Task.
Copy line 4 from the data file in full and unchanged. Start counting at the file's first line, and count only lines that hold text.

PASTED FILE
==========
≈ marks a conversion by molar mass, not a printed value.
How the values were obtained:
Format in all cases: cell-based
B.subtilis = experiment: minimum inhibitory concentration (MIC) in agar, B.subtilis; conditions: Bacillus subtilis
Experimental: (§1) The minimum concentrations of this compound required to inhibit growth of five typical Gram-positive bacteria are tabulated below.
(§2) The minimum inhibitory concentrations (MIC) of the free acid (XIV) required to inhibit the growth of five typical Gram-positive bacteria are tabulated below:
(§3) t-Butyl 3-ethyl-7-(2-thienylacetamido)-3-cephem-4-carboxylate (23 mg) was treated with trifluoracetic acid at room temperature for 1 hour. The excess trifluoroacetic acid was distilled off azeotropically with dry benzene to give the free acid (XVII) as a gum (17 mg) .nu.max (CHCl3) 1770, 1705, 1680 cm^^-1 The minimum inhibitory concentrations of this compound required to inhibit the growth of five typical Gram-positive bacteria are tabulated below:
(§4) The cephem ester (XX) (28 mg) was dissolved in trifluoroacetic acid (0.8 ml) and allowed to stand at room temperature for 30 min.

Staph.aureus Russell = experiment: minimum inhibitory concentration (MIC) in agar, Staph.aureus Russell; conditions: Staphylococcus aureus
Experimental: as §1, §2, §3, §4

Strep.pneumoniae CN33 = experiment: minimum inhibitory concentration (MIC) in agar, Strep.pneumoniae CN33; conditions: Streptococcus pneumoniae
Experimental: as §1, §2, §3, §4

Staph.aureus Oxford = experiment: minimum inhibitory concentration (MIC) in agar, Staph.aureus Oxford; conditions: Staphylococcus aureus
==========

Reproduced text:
B.subtilis = experiment: minimum inhibitory concentration (MIC) in agar, B.subtilis; conditions: Bacillus subtilis